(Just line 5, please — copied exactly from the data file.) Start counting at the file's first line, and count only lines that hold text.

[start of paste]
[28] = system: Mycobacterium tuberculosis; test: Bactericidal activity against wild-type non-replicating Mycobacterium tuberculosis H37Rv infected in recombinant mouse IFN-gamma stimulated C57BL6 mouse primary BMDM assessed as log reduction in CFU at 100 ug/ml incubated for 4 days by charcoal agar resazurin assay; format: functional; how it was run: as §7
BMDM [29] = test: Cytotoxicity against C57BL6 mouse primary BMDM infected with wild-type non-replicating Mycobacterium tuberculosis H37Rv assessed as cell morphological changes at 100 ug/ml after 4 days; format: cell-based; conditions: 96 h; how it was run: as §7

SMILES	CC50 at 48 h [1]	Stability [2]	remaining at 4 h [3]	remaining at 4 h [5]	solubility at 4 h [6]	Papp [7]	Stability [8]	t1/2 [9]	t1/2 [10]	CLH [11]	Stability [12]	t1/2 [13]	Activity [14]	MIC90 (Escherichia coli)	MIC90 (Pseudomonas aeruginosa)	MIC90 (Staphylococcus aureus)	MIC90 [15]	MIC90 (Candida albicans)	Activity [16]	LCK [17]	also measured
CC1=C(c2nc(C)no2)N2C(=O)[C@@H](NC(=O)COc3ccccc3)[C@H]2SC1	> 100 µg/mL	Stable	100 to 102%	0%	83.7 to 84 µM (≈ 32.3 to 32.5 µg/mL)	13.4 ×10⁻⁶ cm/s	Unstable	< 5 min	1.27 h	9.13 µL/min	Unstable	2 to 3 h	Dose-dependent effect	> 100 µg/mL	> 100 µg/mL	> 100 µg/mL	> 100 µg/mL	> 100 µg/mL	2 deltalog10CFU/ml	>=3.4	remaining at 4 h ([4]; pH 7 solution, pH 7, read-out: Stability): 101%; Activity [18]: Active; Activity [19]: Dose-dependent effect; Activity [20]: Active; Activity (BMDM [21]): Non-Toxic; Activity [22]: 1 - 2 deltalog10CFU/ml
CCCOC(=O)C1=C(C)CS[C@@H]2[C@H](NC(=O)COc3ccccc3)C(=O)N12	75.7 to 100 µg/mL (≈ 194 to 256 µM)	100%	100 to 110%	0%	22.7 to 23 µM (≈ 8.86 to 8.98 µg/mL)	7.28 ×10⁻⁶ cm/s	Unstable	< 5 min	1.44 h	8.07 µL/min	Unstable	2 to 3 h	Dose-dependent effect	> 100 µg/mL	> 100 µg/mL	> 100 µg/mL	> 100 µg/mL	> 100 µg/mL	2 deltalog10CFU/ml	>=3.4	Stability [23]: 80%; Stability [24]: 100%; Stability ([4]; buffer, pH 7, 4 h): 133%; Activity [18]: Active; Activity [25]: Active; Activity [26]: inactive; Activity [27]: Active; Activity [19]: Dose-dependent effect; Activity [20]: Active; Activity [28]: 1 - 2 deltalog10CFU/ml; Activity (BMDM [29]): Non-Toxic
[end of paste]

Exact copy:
CCCOC(=O)C1=C(C)CS[C@@H]2[C@H](NC(=O)COc3ccccc3)C(=O)N12	75.7 to 100 µg/mL (≈ 194 to 256 µM)	100%	100 to 110%	0%	22.7 to 23 µM (≈ 8.86 to 8.98 µg/mL)	7.28 ×10⁻⁶ cm/s	Unstable	< 5 min	1.44 h	8.07 µL/min	Unstable	2 to 3 h	Dose-dependent effect	> 100 µg/mL	> 100 µg/mL	> 100 µg/mL	> 100 µg/mL	> 100 µg/mL	2 deltalog10CFU/ml	>=3.4	Stability [23]: 80%; Stability [24]: 100%; Stability ([4]; buffer, pH 7, 4 h): 133%; Activity [18]: Active; Activity [25]: Active; Activity [26]: inactive; Activity [27]: Active; Activity [19]: Dose-dependent effect; Activity [20]: Active; Activity [28]: 1 - 2 deltalog10CFU/ml; Activity (BMDM [29]): Non-Toxic